I like off-beat travel. The kind that puts you in a time warp of some yesteryear space and time, or transports you to places where time seems to stand still. Places that luxuriate in their own cornucopia of simplicity. Birds chirrup, children play carefree, and dogs and men both call it a day just as dusk falls and the silence of the night takes over. Places not over-run by tourists, technology and television. Where the moment you set foot, the city exits your system. Add beautiful natural surroundings to that recipe and you have Mawlynnong Village.
Located in a quiet nook of the East Khasi Hills district of Meghalaya, beautiful clean Mawlynnong is not your quintessential village nor is the Mawlynnong Guest House in the village your typical accommodation. Walking the well-tended garden paths of the village, with cane baskets placed along the way as bins, leading to houses with manicured gardens and ivy creeping up on walls, it’s not hard to imagine why Mawlynnong is cited as the model village of Meghalaya, as the ‘cleanest village in India’. No cattle or pigs roam the village and birds chirrup in the crisp air and squeaky-clean surroundings.
The guest house in the village is built in traditional Khasi style: two thatched bamboo huts stand on tall bamboo stilts with the floor, walls and furniture all made of bamboo deftly woven together with cane strips. The tree machan is perched at least 80 ft above the Wah Pura stream, which forms beautiful pools reflecting to perfection the dense tropical foliage of the surrounding rainforest in its clear waters. The machan itself is an extension of the main hut’s vast balcony, leading out over two suspended cane bridges. In its prime monsoon season, in the quiet isolation of this setting, every inch of hillside stirs with oversaturated hues of green swaying in the gentle tropical breeze while Bangladesh heaves with its over-flooded plains in striated shimmers to the south.
Above all, the Mawlynnong guest house is a laudable eco-tourism initiative which, now three years into its running, has proven to be a sustainable model. Initiated and funded by Deepak Laloo, a Shillong-based entrepreneur, the guest house is now run independently by the village’s ‘Epiphany Society’, and spearheaded by Rishot, the local school teacher, with profits going towards empowering the needy and development projects for the village. It gives the locals gainful employment as guides, cooks and caretakers for the huts.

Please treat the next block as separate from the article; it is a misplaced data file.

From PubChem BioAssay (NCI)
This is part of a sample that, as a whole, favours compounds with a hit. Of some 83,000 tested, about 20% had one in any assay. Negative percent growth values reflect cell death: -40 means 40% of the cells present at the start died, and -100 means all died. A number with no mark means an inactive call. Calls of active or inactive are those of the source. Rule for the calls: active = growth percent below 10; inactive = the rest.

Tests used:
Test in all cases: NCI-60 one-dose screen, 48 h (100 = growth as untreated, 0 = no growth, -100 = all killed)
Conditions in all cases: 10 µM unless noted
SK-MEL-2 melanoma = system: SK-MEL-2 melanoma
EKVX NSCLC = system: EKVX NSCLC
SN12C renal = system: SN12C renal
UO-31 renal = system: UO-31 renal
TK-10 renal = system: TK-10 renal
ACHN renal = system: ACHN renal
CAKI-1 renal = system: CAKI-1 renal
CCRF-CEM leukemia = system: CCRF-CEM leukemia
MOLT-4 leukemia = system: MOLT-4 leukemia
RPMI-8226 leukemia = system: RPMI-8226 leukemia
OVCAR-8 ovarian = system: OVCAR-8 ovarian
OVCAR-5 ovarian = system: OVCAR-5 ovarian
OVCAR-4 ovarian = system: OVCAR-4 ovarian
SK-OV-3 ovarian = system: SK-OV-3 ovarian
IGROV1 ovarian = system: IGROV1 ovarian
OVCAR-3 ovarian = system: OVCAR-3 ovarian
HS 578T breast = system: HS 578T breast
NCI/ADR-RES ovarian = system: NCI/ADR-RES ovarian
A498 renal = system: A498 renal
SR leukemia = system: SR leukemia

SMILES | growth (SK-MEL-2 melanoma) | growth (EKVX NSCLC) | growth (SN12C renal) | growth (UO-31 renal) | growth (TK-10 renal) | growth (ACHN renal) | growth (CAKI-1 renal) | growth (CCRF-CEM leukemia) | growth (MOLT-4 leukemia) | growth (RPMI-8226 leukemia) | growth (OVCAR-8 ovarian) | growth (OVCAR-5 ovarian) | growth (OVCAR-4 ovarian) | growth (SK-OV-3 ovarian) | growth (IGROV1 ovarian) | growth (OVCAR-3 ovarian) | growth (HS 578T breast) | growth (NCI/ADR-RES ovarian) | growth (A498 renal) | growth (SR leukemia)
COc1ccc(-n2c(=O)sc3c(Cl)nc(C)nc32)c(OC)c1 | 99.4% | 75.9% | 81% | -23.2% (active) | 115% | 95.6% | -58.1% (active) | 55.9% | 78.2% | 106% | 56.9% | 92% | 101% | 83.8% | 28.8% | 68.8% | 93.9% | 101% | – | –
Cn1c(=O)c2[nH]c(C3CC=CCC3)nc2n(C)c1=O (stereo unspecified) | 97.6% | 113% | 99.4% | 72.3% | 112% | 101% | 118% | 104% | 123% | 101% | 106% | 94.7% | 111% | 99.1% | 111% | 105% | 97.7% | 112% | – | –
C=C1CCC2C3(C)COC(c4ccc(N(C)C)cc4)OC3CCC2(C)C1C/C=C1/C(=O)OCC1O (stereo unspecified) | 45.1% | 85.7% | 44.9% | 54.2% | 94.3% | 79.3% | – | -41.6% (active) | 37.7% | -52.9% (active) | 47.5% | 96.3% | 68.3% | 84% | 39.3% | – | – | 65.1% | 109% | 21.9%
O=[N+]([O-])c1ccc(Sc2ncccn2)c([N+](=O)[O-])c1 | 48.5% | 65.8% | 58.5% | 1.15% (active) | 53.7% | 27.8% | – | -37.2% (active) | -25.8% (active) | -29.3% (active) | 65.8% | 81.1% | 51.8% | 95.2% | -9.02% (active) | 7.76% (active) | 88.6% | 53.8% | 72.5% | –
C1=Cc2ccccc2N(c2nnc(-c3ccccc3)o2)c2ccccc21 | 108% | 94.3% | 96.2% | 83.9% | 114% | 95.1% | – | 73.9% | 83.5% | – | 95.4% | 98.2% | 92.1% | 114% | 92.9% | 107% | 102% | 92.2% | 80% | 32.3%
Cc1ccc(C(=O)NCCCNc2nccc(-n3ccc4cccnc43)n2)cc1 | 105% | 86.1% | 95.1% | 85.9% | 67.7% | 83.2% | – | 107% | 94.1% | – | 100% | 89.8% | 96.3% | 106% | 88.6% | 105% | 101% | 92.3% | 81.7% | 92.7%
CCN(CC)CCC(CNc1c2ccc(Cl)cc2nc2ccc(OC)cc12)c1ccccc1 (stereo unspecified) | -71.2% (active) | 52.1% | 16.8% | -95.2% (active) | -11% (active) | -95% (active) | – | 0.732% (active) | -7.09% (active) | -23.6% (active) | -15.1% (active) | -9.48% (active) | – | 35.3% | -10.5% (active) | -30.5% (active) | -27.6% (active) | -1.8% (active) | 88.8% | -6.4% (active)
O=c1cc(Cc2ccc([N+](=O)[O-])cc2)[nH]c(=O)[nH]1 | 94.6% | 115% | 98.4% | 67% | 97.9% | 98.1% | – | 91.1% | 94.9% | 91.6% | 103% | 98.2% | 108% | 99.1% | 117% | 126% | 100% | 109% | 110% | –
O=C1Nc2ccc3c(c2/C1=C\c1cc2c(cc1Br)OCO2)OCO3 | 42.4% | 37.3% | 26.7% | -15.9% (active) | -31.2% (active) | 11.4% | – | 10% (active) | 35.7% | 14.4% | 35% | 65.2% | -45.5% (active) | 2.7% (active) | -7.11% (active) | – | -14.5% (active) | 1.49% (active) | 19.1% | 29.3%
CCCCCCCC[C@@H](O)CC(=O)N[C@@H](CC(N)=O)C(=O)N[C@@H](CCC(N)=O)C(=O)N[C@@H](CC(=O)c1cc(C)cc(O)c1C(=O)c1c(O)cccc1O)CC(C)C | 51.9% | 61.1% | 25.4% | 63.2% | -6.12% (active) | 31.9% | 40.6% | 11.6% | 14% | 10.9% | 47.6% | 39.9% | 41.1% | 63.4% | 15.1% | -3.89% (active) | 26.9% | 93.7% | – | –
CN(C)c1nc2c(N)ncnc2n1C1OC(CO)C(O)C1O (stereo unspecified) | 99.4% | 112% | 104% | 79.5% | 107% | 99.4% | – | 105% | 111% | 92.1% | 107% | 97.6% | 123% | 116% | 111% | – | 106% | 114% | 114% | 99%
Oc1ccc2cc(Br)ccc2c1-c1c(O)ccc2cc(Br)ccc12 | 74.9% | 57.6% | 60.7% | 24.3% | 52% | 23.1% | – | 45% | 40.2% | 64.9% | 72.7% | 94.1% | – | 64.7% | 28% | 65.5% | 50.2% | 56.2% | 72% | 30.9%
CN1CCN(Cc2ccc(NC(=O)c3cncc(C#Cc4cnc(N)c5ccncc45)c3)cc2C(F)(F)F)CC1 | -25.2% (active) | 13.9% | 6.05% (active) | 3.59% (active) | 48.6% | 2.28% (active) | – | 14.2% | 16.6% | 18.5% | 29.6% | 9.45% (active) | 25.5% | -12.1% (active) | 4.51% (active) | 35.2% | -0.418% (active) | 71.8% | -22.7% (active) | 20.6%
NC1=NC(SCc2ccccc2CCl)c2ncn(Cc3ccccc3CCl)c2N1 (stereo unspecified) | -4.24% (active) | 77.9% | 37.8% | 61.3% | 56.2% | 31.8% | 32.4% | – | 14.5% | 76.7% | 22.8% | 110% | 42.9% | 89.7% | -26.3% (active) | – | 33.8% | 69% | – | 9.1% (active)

In most of rural Meghalaya, you will find locals quite shy of outsiders but not here. In an otherwise backward area, this village has a strong church and boasts of 100 per cent literacy. Friendly greetings will come your way, people will invite you into their homes and urge you to take pictures of their pets, owls and parrots amidst other strange crossbreeds, and offer you kwai (local paan), a traditional mark of hospitality in Meghalaya. Strict rules are enforced by the village durbar. A sign in my hut went ‘Consumption of liquor only after permission from head man’. Drinking in public spaces of the village is forbidden.
It’s the kind of place you really don’t want to budge from, but then there are plenty of things to do and look up here. From the highway turnoff to the village, 20 km ahead, lies Dawki along the picturesque Umngot River, the last village on the Indian side and the border post at Tamabil leading into Bangladesh. Closer home are lovely walks. The living root bridge of Riwai village is a short 10-min hike away and worth a peek.
For longer forays, go past Thiep Ski Village to the dexterously crafted bamboo and cane bridge over the Jashar River. In a laudable community effort the curved suspension bridge is re-erected every two years when the bamboo begins to wear out; this is done in a day by close to 80 people. The trail over the bridge due west leads to Lyndew Falls. With a vertical drop of close to 3,280 ft, they are considered the longest falls of the region. A short detour along the route to the bridge takes you to the cliff-face living root spiral staircase, a 60- to 70-foot hair-raising descent done regularly by villagers who tend to their fields of broom grass and bay leaf below. The close-by Nairiang Waterfall makes for a refreshing swim.
Mawlynnong would make an ideal place to bring children.The experience is likely to be highly educative and enriching for the entire family. The food is excellent home-cooked fare tossed up by Mon, the local lady cook and caretaker from the village, over a wood-fired stove. Choose between frog’s legs, pork or chicken and try jackfruit seed soup, smoked mashed potatoes and other local delicacies.
By Ahtushi Deshpande
Ahtushi Deshpande is a freelance travel and documentary photographer, writer and ardent traveller based in Delhi.